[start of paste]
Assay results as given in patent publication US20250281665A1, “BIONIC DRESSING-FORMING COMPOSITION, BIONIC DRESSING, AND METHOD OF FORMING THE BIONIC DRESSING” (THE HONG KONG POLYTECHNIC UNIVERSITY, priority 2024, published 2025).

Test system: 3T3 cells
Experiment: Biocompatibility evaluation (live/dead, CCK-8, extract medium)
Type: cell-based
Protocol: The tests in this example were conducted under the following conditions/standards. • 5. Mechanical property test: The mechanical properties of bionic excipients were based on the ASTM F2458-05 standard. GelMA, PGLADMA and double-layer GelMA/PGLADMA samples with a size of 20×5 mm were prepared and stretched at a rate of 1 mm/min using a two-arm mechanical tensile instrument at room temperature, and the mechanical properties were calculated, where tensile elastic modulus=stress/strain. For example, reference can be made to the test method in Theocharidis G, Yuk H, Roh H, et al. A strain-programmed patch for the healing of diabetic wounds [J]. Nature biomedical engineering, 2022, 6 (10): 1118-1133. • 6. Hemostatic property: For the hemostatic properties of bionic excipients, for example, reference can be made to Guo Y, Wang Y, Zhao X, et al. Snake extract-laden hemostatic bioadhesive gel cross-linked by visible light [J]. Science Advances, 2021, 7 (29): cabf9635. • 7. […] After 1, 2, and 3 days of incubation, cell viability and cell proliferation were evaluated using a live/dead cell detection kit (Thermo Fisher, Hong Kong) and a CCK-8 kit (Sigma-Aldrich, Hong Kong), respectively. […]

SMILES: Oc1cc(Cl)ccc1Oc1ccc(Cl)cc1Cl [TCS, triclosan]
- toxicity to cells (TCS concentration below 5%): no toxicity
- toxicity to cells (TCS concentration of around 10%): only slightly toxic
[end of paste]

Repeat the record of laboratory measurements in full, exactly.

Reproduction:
Assay results as given in patent publication US20250281665A1, “BIONIC DRESSING-FORMING COMPOSITION, BIONIC DRESSING, AND METHOD OF FORMING THE BIONIC DRESSING” (THE HONG KONG POLYTECHNIC UNIVERSITY, priority 2024, published 2025).

Test system: 3T3 cells
Experiment: Biocompatibility evaluation (live/dead, CCK-8, extract medium)
Type: cell-based
Protocol: The tests in this example were conducted under the following conditions/standards. • 5. Mechanical property test: The mechanical properties of bionic excipients were based on the ASTM F2458-05 standard. GelMA, PGLADMA and double-layer GelMA/PGLADMA samples with a size of 20×5 mm were prepared and stretched at a rate of 1 mm/min using a two-arm mechanical tensile instrument at room temperature, and the mechanical properties were calculated, where tensile elastic modulus=stress/strain. For example, reference can be made to the test method in Theocharidis G, Yuk H, Roh H, et al. A strain-programmed patch for the healing of diabetic wounds [J]. Nature biomedical engineering, 2022, 6 (10): 1118-1133. • 6. Hemostatic property: For the hemostatic properties of bionic excipients, for example, reference can be made to Guo Y, Wang Y, Zhao X, et al. Snake extract-laden hemostatic bioadhesive gel cross-linked by visible light [J]. Science Advances, 2021, 7 (29): cabf9635. • 7. […] After 1, 2, and 3 days of incubation, cell viability and cell proliferation were evaluated using a live/dead cell detection kit (Thermo Fisher, Hong Kong) and a CCK-8 kit (Sigma-Aldrich, Hong Kong), respectively. […]

SMILES: Oc1cc(Cl)ccc1Oc1ccc(Cl)cc1Cl [TCS, triclosan]
- toxicity to cells (TCS concentration below 5%): no toxicity
- toxicity to cells (TCS concentration of around 10%): only slightly toxic